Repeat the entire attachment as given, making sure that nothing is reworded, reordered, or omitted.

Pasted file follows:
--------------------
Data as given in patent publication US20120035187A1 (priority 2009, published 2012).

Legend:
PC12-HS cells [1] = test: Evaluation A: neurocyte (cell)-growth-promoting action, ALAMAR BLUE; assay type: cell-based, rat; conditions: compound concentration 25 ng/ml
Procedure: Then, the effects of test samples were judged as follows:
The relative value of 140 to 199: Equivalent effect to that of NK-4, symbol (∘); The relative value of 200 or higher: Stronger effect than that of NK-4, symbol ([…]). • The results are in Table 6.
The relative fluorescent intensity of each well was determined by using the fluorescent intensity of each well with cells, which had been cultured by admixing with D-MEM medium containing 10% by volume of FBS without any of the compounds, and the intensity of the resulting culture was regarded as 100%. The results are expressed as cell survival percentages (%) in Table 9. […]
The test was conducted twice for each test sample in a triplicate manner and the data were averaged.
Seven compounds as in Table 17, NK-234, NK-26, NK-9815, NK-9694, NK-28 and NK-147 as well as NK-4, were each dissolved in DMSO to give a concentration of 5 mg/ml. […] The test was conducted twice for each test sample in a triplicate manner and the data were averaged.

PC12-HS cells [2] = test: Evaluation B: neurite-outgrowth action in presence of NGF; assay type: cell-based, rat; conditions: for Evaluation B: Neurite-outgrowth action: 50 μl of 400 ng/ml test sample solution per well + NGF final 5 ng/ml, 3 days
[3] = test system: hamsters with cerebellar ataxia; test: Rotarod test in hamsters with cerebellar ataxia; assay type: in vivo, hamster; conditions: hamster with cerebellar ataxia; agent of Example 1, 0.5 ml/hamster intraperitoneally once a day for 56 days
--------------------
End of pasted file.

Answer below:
Data as given in patent publication US20120035187A1 (priority 2009, published 2012).

Legend:
PC12-HS cells [1] = test: Evaluation A: neurocyte (cell)-growth-promoting action, ALAMAR BLUE; assay type: cell-based, rat; conditions: compound concentration 25 ng/ml
Procedure: Then, the effects of test samples were judged as follows:
The relative value of 140 to 199: Equivalent effect to that of NK-4, symbol (∘); The relative value of 200 or higher: Stronger effect than that of NK-4, symbol ([…]). • The results are in Table 6.
The relative fluorescent intensity of each well was determined by using the fluorescent intensity of each well with cells, which had been cultured by admixing with D-MEM medium containing 10% by volume of FBS without any of the compounds, and the intensity of the resulting culture was regarded as 100%. The results are expressed as cell survival percentages (%) in Table 9. […]
The test was conducted twice for each test sample in a triplicate manner and the data were averaged.
Seven compounds as in Table 17, NK-234, NK-26, NK-9815, NK-9694, NK-28 and NK-147 as well as NK-4, were each dissolved in DMSO to give a concentration of 5 mg/ml. […] The test was conducted twice for each test sample in a triplicate manner and the data were averaged.

PC12-HS cells [2] = test: Evaluation B: neurite-outgrowth action in presence of NGF; assay type: cell-based, rat; conditions: for Evaluation B: Neurite-outgrowth action: 50 μl of 400 ng/ml test sample solution per well + NGF final 5 ng/ml, 3 days
[3] = test system: hamsters with cerebellar ataxia; test: Rotarod test in hamsters with cerebellar ataxia; assay type: in vivo, hamster; conditions: hamster with cerebellar ataxia; agent of Example 1, 0.5 ml/hamster intraperitoneally once a day for 56 days